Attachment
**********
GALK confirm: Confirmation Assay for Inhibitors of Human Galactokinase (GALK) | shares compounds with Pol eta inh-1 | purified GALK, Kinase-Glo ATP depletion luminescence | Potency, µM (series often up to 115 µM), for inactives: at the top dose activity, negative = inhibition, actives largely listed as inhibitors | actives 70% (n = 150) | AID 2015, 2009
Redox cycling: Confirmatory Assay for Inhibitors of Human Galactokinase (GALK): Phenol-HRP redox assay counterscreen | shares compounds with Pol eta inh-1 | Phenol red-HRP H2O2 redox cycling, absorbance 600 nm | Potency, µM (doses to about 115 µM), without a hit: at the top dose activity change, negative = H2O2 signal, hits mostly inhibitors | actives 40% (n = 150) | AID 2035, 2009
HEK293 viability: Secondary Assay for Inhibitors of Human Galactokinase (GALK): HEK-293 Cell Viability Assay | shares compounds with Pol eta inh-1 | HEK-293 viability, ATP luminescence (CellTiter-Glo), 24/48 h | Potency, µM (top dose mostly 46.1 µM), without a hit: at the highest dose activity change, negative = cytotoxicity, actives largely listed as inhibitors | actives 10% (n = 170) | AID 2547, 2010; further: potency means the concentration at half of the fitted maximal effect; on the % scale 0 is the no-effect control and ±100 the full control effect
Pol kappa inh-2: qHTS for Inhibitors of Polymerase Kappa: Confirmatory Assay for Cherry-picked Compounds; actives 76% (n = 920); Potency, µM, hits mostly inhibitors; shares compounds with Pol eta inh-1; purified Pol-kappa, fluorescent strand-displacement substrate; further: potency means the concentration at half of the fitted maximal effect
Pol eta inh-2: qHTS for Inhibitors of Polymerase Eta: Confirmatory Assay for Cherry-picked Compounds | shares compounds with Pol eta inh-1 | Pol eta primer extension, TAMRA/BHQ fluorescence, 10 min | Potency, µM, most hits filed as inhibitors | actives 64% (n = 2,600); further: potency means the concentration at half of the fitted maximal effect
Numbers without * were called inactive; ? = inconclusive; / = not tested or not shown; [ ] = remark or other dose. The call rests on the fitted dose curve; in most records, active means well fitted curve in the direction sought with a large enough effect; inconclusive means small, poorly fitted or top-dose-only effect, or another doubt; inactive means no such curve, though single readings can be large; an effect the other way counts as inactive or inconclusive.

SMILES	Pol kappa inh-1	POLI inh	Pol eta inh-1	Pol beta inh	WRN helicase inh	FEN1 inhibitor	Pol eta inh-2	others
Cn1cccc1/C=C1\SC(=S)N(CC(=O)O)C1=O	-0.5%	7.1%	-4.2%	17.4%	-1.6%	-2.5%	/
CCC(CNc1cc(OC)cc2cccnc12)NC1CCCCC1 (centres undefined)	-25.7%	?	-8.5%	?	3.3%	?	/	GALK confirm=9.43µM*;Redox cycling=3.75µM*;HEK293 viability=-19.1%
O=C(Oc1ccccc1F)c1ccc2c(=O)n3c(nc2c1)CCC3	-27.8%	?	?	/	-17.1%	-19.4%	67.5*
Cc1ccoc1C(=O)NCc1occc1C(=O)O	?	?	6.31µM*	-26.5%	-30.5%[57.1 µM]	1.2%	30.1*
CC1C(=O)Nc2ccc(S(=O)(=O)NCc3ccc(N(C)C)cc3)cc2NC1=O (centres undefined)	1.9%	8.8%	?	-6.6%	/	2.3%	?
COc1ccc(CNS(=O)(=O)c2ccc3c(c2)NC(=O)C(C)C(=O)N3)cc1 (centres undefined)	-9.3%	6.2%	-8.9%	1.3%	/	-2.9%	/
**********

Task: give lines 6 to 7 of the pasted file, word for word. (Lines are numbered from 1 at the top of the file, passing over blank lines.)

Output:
Numbers without * were called inactive; ? = inconclusive; / = not tested or not shown; [ ] = remark or other dose. The call rests on the fitted dose curve; in most records, active means well fitted curve in the direction sought with a large enough effect; inconclusive means small, poorly fitted or top-dose-only effect, or another doubt; inactive means no such curve, though single readings can be large; an effect the other way counts as inactive or inconclusive.

SMILES	Pol kappa inh-1	POLI inh	Pol eta inh-1	Pol beta inh	WRN helicase inh	FEN1 inhibitor	Pol eta inh-2	others